The problem with this approach is that it adds even more complexity to the module system for users to deal with, which is already a weak point for rust. I would hate to undo the effort put into simplifying that aspect of the language.

We could also follow npm and make prefix the namespace’s name with some sigil, like @tokio/core, which would then be parsed as a single ident.

I’ve looked around at some prior art to get an idea of how viable a single flat namespace is in the long run. npm’s “scopes” seem like the closest thing to this proposal in the wild (the npm github issue where they adopted scopes has a discussion which is relevant here). Most flat-namespace ecosystems seem to have some sort of formal arbitration policy around package ownership, with ruby being the notable exception[1].

I think there are still legitimate concerns with every permutation of this proposal that has been discussed, but I think the new-sigal variant is good enough to deserve a day in court. I’ll start writing something up. It has been really useful to get all this input during the Pre-RFC process. Thanks everyone!

[1]: Python has: https://www.python.org/dev/peps/pep-0541/, npm has: https://www.npmjs.com/policies/disputes, I struggled to find a policy for rubygems.

This is my personal opinion. It should not be taken as a statement from the crates.io team, nor does it imply that anybody else on the team shares my opinion.

In general, I like this technique, although I think we need more user research to make sure this is solving the problems we hope it’s solving. Namely, as said other places in this thread, this really only addresses the “shared branding”/officialness problem. Is this a problem worth solving? Is this the best solution to that problem?

In addition to the questions already raised about sigils/naming/etc, I’d like to see more details around permissions made explicit in an eventual RFC along these lines: it seems like whoever is designated as an owner (either directly or via team ownership) of crate “foo” should be able to create new crates “foo/whatever”. Then should crates “foo/whatever” automatically get the same owners of crate “foo”? That seems like the common case and would save folks time having to remember to add the other owners, but are there scenarios where that wouldn’t be desired? If, after creation, the owners of either the crate “foo” or the crate “foo/whatever” are changed, should those changes be synced to the other crates in the group? Only if the top level crate’s owners are changed? What would folks expect?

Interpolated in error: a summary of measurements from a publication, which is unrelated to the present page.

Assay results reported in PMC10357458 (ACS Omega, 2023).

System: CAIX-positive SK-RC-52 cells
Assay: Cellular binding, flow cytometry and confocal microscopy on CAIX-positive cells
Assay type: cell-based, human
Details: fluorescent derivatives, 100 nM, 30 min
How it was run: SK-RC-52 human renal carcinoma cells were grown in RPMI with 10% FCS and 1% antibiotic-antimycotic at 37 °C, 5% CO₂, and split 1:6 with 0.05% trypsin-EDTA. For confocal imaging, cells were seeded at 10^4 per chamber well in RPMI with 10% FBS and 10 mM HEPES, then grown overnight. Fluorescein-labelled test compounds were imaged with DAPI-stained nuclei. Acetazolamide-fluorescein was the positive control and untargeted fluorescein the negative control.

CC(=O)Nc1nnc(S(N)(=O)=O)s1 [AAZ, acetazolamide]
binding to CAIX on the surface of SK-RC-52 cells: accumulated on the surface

EDIT: Also, thank you @ethanpailes for taking the time to write this up! :heart:


I like this style of proposal since it gives two desirable properties at once: affiliation and namespace security. I wonder if symbol mangling could be done in a backwards compatible manner by using double underscore as a mangled separator: the crate foo/bar becomes extrn crate foo__bar;. Icky, but if nobody has a crate name with double underscores already it could be done without changes to the ecosystem.

With regard to Carol’s questions of namespace author permissions, the obvious answers are either “make comprehensive security permissions that can be twiddled to do whatever a user might want”, or “crate namespace groups should trust the members of that group and do their own governance”. I like the latter solution.

Something else that I don’t think has been brought up yet: at the risk of making a hairy issue more complicated, is there any reason the level of nesting should stop at one?